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How's the Weather? Chaco Culture National Historical Park Nets Award for 75 Years of Keeping Records


(Top photo) The desert isn't always dry. Photo of the Chaco Wash Flood in July 2006 by Russ Bodnar. (Bottom photo): Left to right: Earl Breon of NOAA presents the award to Superintendent Barbara West, Chief of Interpretation Russ Bodnar, Park Guide Lauren Blacik, and Fee Coordinator Ramona Begay. NPS photo

The weather seems to be a subject of almost universal interest, but have you ever wondered how meteorologists gather all those statistics from remote locations? One answer is found in a recent award to the staff at Chaco Culture National Historical Park in New Mexico.

Every day for 75 years, employees and volunteers at Chaco Canyon have faithfully recorded daily weather observations for what's now known as the National Weather Service. That's a lot of useful data, and it sometimes takes extra effort to ensure that the daily weather check doesn't get overlooked in the midst of a busy day, an unexpected crisis—or some unusually uncomfortable weather.

There are other parks that have colder or hotter weather, but Chaco Canyon has some pretty impressive extremes. A summary of the area's weather notes, "During any typical summer, spring, fall, or winter day, a visitor to Chaco might experience a 50ºF (28ºC) temperature swing from the chilled moments before sunrise to the heat of late afternoon. But during the course of the year, from arctic-like winters to sweltering summers, temperatures can vary as much as 144º (80ºC). Chaco's record high temperature of 106ºF (41ºC) occurred on July, 13, 1942 and the record low temperature of -38ºF (-39ºC) was recorded on December 12, 1961."

In years past, checking the daily high and low temperature and precipitation was literally a hands-on experience, since it required a trip to an outdoor "instrument shelter" and rain gauge and physically resetting the equipment. These days, the job is a bit easier with high-tech digital readouts, but it still requires consistent attention to detail and the daily schedule.

That dedication recently brought a representative from the National Weather Service to the park to confer the agency's Honored Institution Award for 75 years of service in collecting daily weather observations.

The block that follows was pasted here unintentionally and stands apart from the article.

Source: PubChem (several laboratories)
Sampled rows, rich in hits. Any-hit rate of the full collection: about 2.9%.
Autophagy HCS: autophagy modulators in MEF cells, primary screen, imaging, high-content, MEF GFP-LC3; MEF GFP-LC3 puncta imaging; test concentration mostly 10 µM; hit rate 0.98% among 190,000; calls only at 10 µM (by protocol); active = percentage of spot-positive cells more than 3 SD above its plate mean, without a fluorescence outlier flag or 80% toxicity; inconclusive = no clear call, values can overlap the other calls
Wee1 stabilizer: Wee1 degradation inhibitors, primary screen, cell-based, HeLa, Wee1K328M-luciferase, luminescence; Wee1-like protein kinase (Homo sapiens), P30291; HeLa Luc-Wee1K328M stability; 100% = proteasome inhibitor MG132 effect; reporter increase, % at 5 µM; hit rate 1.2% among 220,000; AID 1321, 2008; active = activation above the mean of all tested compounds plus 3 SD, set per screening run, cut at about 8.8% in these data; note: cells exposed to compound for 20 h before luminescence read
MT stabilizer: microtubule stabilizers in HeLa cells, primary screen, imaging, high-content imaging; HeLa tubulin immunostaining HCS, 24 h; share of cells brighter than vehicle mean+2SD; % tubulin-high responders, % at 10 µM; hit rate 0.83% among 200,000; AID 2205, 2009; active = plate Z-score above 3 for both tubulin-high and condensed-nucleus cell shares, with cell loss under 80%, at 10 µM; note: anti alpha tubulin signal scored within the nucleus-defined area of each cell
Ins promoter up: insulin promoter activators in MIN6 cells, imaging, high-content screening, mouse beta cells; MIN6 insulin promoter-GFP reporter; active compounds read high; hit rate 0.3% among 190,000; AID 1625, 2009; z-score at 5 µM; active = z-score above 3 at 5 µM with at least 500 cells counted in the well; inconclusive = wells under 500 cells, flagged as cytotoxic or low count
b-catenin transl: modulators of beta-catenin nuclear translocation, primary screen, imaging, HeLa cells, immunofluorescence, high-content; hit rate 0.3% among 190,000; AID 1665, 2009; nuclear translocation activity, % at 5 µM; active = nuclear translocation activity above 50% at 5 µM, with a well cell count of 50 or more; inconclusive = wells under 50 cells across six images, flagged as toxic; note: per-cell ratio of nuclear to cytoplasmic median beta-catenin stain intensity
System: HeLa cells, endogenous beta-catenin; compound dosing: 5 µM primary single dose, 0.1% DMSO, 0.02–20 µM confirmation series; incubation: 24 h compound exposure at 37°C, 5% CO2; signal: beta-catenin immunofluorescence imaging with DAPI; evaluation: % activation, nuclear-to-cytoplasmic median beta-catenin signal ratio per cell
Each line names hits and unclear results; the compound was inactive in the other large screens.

Although the official weather station records at the park go back three-quarters of a century, the history and tradition of tracking the weather at Chaco Canyon actually goes back much longer. A park spokesperson noted, "While conferring the award on February 10, 2011, NOAA employees Earl Breon and Maxine Pacheco noted that there had actually been a weather station in Chaco Canyon for over 100 years."

"It turns out Richard Wetherill, the enigmatic first excavator of Pueblo Bonito, was a meteorologist in addition to an archaeologist, trader, and rancher. After his murder in 1910, various other landowners and employees of the Chaco Canyon Trading Post monitored the weather station. The Park Service finally moved the station four miles and took official control in 1935."

Park employees have been paying close attention ever since. At the visitor center, interpreters field thousands of calls every year about the weather, and most can rattle off the latest highs and lows from memory. While accepting the award, park employees were anxious to tell the NOAA representatives they endured a -26 degree night the previous week.

“It almost felt like we were getting an award for that, too,” said Chief of Interpretation Russ Bodnar.

The park website includes some interesting information on the weather at Chaco Canyon, and if you're curious about the current weather conditions and forecast for the area, you don't have to call the park—you can find that information on the National Weather Service website.


Ironically, 2016 was the worst weather recording by the park during its history; so bad that most months were missing several days of temperature and precitpitation recordings making any yearly totals uncertain.  And there has been poor recordings over the years (example, the wettest year in Chaco recorded history, 1941, is not official because a month of readings were not done), so exemplary recording of the weather for Chaco can hardly be worthy of recognition.

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